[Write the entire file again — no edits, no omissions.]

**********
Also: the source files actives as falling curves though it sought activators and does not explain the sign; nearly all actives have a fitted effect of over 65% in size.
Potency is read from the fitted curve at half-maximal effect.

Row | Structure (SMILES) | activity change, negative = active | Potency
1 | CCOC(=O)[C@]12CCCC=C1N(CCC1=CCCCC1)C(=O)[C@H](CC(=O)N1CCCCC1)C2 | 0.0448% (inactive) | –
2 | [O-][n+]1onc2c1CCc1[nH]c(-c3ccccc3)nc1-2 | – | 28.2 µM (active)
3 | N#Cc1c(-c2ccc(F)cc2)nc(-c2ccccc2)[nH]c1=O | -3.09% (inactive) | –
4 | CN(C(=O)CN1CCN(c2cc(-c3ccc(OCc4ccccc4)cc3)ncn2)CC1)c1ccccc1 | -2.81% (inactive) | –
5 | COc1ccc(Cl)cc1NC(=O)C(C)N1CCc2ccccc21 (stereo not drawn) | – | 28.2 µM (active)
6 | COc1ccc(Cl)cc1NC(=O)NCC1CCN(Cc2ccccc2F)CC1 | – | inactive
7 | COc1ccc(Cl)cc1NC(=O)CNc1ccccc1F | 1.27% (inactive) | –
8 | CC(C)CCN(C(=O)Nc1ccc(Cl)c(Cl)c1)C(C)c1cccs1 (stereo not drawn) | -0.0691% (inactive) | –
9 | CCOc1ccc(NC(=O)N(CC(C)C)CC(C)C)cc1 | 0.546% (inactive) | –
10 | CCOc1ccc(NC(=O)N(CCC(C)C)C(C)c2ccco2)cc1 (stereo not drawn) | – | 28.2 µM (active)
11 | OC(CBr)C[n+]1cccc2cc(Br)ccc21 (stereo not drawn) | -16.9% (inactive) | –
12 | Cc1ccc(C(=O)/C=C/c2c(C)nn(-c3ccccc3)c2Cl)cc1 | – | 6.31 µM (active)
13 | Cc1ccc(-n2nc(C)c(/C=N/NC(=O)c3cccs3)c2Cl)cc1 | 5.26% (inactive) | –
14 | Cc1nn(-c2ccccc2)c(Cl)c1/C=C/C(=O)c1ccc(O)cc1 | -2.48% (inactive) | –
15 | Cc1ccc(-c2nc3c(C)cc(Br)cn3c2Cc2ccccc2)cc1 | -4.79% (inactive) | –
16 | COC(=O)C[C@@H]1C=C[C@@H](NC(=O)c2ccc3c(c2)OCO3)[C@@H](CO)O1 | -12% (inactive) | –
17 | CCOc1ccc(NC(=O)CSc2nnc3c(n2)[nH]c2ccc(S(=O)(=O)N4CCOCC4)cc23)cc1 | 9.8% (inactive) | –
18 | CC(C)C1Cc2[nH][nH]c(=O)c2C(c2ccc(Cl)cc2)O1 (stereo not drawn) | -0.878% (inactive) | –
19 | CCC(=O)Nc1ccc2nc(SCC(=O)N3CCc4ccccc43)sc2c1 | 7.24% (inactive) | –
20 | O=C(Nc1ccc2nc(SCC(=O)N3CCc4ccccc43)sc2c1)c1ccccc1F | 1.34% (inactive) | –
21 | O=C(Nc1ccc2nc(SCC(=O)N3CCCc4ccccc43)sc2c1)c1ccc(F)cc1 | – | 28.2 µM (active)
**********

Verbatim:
Also: the source files actives as falling curves though it sought activators and does not explain the sign; nearly all actives have a fitted effect of over 65% in size.
Potency is read from the fitted curve at half-maximal effect.

Row | Structure (SMILES) | activity change, negative = active | Potency
1 | CCOC(=O)[C@]12CCCC=C1N(CCC1=CCCCC1)C(=O)[C@H](CC(=O)N1CCCCC1)C2 | 0.0448% (inactive) | –
2 | [O-][n+]1onc2c1CCc1[nH]c(-c3ccccc3)nc1-2 | – | 28.2 µM (active)
3 | N#Cc1c(-c2ccc(F)cc2)nc(-c2ccccc2)[nH]c1=O | -3.09% (inactive) | –
4 | CN(C(=O)CN1CCN(c2cc(-c3ccc(OCc4ccccc4)cc3)ncn2)CC1)c1ccccc1 | -2.81% (inactive) | –
5 | COc1ccc(Cl)cc1NC(=O)C(C)N1CCc2ccccc21 (stereo not drawn) | – | 28.2 µM (active)
6 | COc1ccc(Cl)cc1NC(=O)NCC1CCN(Cc2ccccc2F)CC1 | – | inactive
7 | COc1ccc(Cl)cc1NC(=O)CNc1ccccc1F | 1.27% (inactive) | –
8 | CC(C)CCN(C(=O)Nc1ccc(Cl)c(Cl)c1)C(C)c1cccs1 (stereo not drawn) | -0.0691% (inactive) | –
9 | CCOc1ccc(NC(=O)N(CC(C)C)CC(C)C)cc1 | 0.546% (inactive) | –
10 | CCOc1ccc(NC(=O)N(CCC(C)C)C(C)c2ccco2)cc1 (stereo not drawn) | – | 28.2 µM (active)
11 | OC(CBr)C[n+]1cccc2cc(Br)ccc21 (stereo not drawn) | -16.9% (inactive) | –
12 | Cc1ccc(C(=O)/C=C/c2c(C)nn(-c3ccccc3)c2Cl)cc1 | – | 6.31 µM (active)
13 | Cc1ccc(-n2nc(C)c(/C=N/NC(=O)c3cccs3)c2Cl)cc1 | 5.26% (inactive) | –
14 | Cc1nn(-c2ccccc2)c(Cl)c1/C=C/C(=O)c1ccc(O)cc1 | -2.48% (inactive) | –
15 | Cc1ccc(-c2nc3c(C)cc(Br)cn3c2Cc2ccccc2)cc1 | -4.79% (inactive) | –
16 | COC(=O)C[C@@H]1C=C[C@@H](NC(=O)c2ccc3c(c2)OCO3)[C@@H](CO)O1 | -12% (inactive) | –
17 | CCOc1ccc(NC(=O)CSc2nnc3c(n2)[nH]c2ccc(S(=O)(=O)N4CCOCC4)cc23)cc1 | 9.8% (inactive) | –
18 | CC(C)C1Cc2[nH][nH]c(=O)c2C(c2ccc(Cl)cc2)O1 (stereo not drawn) | -0.878% (inactive) | –
19 | CCC(=O)Nc1ccc2nc(SCC(=O)N3CCc4ccccc43)sc2c1 | 7.24% (inactive) | –
20 | O=C(Nc1ccc2nc(SCC(=O)N3CCc4ccccc43)sc2c1)c1ccccc1F | 1.34% (inactive) | –
21 | O=C(Nc1ccc2nc(SCC(=O)N3CCCc4ccccc43)sc2c1)c1ccc(F)cc1 | – | 28.2 µM (active)